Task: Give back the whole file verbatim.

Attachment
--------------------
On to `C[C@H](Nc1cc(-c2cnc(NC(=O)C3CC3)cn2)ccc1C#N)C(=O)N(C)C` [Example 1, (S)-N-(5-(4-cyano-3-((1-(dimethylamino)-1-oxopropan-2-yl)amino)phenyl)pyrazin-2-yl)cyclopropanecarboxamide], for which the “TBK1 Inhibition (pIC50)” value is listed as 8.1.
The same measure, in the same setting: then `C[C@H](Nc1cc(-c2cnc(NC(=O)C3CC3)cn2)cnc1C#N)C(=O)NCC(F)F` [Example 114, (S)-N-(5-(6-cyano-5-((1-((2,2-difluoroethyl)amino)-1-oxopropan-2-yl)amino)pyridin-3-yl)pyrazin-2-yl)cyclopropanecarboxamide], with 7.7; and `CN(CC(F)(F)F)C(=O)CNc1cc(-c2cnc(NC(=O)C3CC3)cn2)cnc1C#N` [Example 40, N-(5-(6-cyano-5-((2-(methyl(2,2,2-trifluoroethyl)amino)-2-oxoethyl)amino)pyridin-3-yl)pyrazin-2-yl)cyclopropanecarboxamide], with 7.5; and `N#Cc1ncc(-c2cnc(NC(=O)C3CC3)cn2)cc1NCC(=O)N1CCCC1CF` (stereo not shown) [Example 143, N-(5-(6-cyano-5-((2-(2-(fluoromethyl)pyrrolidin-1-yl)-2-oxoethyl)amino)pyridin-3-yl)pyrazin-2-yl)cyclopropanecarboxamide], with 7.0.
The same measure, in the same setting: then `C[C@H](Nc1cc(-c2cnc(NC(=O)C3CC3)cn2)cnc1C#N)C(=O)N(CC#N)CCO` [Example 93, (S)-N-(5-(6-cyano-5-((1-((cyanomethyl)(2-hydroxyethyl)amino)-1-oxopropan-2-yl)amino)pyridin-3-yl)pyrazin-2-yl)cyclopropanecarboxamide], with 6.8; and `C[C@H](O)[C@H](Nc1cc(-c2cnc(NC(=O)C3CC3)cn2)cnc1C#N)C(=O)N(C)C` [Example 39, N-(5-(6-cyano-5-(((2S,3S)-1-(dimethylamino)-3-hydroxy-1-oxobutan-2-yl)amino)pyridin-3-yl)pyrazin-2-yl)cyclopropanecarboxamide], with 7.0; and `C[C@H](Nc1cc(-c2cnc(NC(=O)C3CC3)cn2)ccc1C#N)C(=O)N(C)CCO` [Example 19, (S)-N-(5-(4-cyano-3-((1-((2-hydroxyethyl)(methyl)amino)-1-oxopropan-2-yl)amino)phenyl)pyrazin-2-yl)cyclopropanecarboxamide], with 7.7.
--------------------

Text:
On to `C[C@H](Nc1cc(-c2cnc(NC(=O)C3CC3)cn2)ccc1C#N)C(=O)N(C)C` [Example 1, (S)-N-(5-(4-cyano-3-((1-(dimethylamino)-1-oxopropan-2-yl)amino)phenyl)pyrazin-2-yl)cyclopropanecarboxamide], for which the “TBK1 Inhibition (pIC50)” value is listed as 8.1.
The same measure, in the same setting: then `C[C@H](Nc1cc(-c2cnc(NC(=O)C3CC3)cn2)cnc1C#N)C(=O)NCC(F)F` [Example 114, (S)-N-(5-(6-cyano-5-((1-((2,2-difluoroethyl)amino)-1-oxopropan-2-yl)amino)pyridin-3-yl)pyrazin-2-yl)cyclopropanecarboxamide], with 7.7; and `CN(CC(F)(F)F)C(=O)CNc1cc(-c2cnc(NC(=O)C3CC3)cn2)cnc1C#N` [Example 40, N-(5-(6-cyano-5-((2-(methyl(2,2,2-trifluoroethyl)amino)-2-oxoethyl)amino)pyridin-3-yl)pyrazin-2-yl)cyclopropanecarboxamide], with 7.5; and `N#Cc1ncc(-c2cnc(NC(=O)C3CC3)cn2)cc1NCC(=O)N1CCCC1CF` (stereo not shown) [Example 143, N-(5-(6-cyano-5-((2-(2-(fluoromethyl)pyrrolidin-1-yl)-2-oxoethyl)amino)pyridin-3-yl)pyrazin-2-yl)cyclopropanecarboxamide], with 7.0.
The same measure, in the same setting: then `C[C@H](Nc1cc(-c2cnc(NC(=O)C3CC3)cn2)cnc1C#N)C(=O)N(CC#N)CCO` [Example 93, (S)-N-(5-(6-cyano-5-((1-((cyanomethyl)(2-hydroxyethyl)amino)-1-oxopropan-2-yl)amino)pyridin-3-yl)pyrazin-2-yl)cyclopropanecarboxamide], with 6.8; and `C[C@H](O)[C@H](Nc1cc(-c2cnc(NC(=O)C3CC3)cn2)cnc1C#N)C(=O)N(C)C` [Example 39, N-(5-(6-cyano-5-(((2S,3S)-1-(dimethylamino)-3-hydroxy-1-oxobutan-2-yl)amino)pyridin-3-yl)pyrazin-2-yl)cyclopropanecarboxamide], with 7.0; and `C[C@H](Nc1cc(-c2cnc(NC(=O)C3CC3)cn2)ccc1C#N)C(=O)N(C)CCO` [Example 19, (S)-N-(5-(4-cyano-3-((1-((2-hydroxyethyl)(methyl)amino)-1-oxopropan-2-yl)amino)phenyl)pyrazin-2-yl)cyclopropanecarboxamide], with 7.7.